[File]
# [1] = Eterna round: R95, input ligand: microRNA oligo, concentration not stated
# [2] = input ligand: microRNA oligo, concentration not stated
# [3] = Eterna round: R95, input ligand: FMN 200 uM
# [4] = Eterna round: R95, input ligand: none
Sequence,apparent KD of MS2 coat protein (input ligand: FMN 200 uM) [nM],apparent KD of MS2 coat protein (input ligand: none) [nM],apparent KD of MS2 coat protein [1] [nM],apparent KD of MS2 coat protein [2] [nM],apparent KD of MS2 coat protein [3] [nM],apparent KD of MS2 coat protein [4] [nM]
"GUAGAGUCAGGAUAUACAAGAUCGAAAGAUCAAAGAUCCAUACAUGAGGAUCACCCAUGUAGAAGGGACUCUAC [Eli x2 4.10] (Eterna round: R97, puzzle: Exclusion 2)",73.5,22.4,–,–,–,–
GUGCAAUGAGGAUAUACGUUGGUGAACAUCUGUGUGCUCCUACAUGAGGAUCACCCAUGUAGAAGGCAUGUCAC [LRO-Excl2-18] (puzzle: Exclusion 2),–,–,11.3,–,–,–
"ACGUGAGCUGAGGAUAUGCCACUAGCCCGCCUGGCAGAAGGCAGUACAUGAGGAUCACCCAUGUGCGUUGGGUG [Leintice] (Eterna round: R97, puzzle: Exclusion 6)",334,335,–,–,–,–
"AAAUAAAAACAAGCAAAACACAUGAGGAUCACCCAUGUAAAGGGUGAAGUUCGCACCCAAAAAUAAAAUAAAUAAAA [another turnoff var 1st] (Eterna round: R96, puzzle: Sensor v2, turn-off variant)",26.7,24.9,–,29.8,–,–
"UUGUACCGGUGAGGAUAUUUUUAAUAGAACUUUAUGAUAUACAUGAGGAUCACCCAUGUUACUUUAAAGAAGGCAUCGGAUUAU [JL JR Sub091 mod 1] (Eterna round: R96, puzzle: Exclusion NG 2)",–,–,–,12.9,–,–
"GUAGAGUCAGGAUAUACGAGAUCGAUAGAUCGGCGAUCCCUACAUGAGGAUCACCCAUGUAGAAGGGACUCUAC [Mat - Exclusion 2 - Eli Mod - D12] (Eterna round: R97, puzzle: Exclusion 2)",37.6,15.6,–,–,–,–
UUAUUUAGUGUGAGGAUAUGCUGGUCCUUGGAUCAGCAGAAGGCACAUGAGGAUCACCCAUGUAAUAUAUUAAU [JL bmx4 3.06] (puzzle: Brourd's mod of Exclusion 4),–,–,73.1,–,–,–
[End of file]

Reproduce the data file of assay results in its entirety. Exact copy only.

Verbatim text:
# [1] = Eterna round: R95, input ligand: microRNA oligo, concentration not stated
# [2] = input ligand: microRNA oligo, concentration not stated
# [3] = Eterna round: R95, input ligand: FMN 200 uM
# [4] = Eterna round: R95, input ligand: none
Sequence,apparent KD of MS2 coat protein (input ligand: FMN 200 uM) [nM],apparent KD of MS2 coat protein (input ligand: none) [nM],apparent KD of MS2 coat protein [1] [nM],apparent KD of MS2 coat protein [2] [nM],apparent KD of MS2 coat protein [3] [nM],apparent KD of MS2 coat protein [4] [nM]
"GUAGAGUCAGGAUAUACAAGAUCGAAAGAUCAAAGAUCCAUACAUGAGGAUCACCCAUGUAGAAGGGACUCUAC [Eli x2 4.10] (Eterna round: R97, puzzle: Exclusion 2)",73.5,22.4,–,–,–,–
GUGCAAUGAGGAUAUACGUUGGUGAACAUCUGUGUGCUCCUACAUGAGGAUCACCCAUGUAGAAGGCAUGUCAC [LRO-Excl2-18] (puzzle: Exclusion 2),–,–,11.3,–,–,–
"ACGUGAGCUGAGGAUAUGCCACUAGCCCGCCUGGCAGAAGGCAGUACAUGAGGAUCACCCAUGUGCGUUGGGUG [Leintice] (Eterna round: R97, puzzle: Exclusion 6)",334,335,–,–,–,–
"AAAUAAAAACAAGCAAAACACAUGAGGAUCACCCAUGUAAAGGGUGAAGUUCGCACCCAAAAAUAAAAUAAAUAAAA [another turnoff var 1st] (Eterna round: R96, puzzle: Sensor v2, turn-off variant)",26.7,24.9,–,29.8,–,–
"UUGUACCGGUGAGGAUAUUUUUAAUAGAACUUUAUGAUAUACAUGAGGAUCACCCAUGUUACUUUAAAGAAGGCAUCGGAUUAU [JL JR Sub091 mod 1] (Eterna round: R96, puzzle: Exclusion NG 2)",–,–,–,12.9,–,–
"GUAGAGUCAGGAUAUACGAGAUCGAUAGAUCGGCGAUCCCUACAUGAGGAUCACCCAUGUAGAAGGGACUCUAC [Mat - Exclusion 2 - Eli Mod - D12] (Eterna round: R97, puzzle: Exclusion 2)",37.6,15.6,–,–,–,–
UUAUUUAGUGUGAGGAUAUGCUGGUCCUUGGAUCAGCAGAAGGCACAUGAGGAUCACCCAUGUAAUAUAUUAAU [JL bmx4 3.06] (puzzle: Brourd's mod of Exclusion 4),–,–,73.1,–,–,–